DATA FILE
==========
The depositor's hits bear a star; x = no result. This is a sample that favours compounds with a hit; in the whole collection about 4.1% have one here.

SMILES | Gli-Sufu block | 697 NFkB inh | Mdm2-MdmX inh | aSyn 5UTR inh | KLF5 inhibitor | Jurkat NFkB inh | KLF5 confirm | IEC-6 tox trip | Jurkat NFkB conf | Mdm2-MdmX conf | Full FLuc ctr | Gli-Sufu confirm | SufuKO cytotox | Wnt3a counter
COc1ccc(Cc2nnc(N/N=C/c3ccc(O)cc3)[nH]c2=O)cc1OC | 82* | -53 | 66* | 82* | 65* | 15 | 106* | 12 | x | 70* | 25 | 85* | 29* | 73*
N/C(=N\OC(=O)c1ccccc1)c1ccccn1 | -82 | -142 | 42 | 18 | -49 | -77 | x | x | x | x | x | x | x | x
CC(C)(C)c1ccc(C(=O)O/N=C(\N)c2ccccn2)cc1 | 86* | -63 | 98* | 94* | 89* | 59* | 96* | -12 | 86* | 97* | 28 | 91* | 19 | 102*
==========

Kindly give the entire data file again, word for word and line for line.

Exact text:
The depositor's hits bear a star; x = no result. This is a sample that favours compounds with a hit; in the whole collection about 4.1% have one here.

SMILES | Gli-Sufu block | 697 NFkB inh | Mdm2-MdmX inh | aSyn 5UTR inh | KLF5 inhibitor | Jurkat NFkB inh | KLF5 confirm | IEC-6 tox trip | Jurkat NFkB conf | Mdm2-MdmX conf | Full FLuc ctr | Gli-Sufu confirm | SufuKO cytotox | Wnt3a counter
COc1ccc(Cc2nnc(N/N=C/c3ccc(O)cc3)[nH]c2=O)cc1OC | 82* | -53 | 66* | 82* | 65* | 15 | 106* | 12 | x | 70* | 25 | 85* | 29* | 73*
N/C(=N\OC(=O)c1ccccc1)c1ccccn1 | -82 | -142 | 42 | 18 | -49 | -77 | x | x | x | x | x | x | x | x
CC(C)(C)c1ccc(C(=O)O/N=C(\N)c2ccccn2)cc1 | 86* | -63 | 98* | 94* | 89* | 59* | 96* | -12 | 86* | 97* | 28 | 91* | 19 | 102*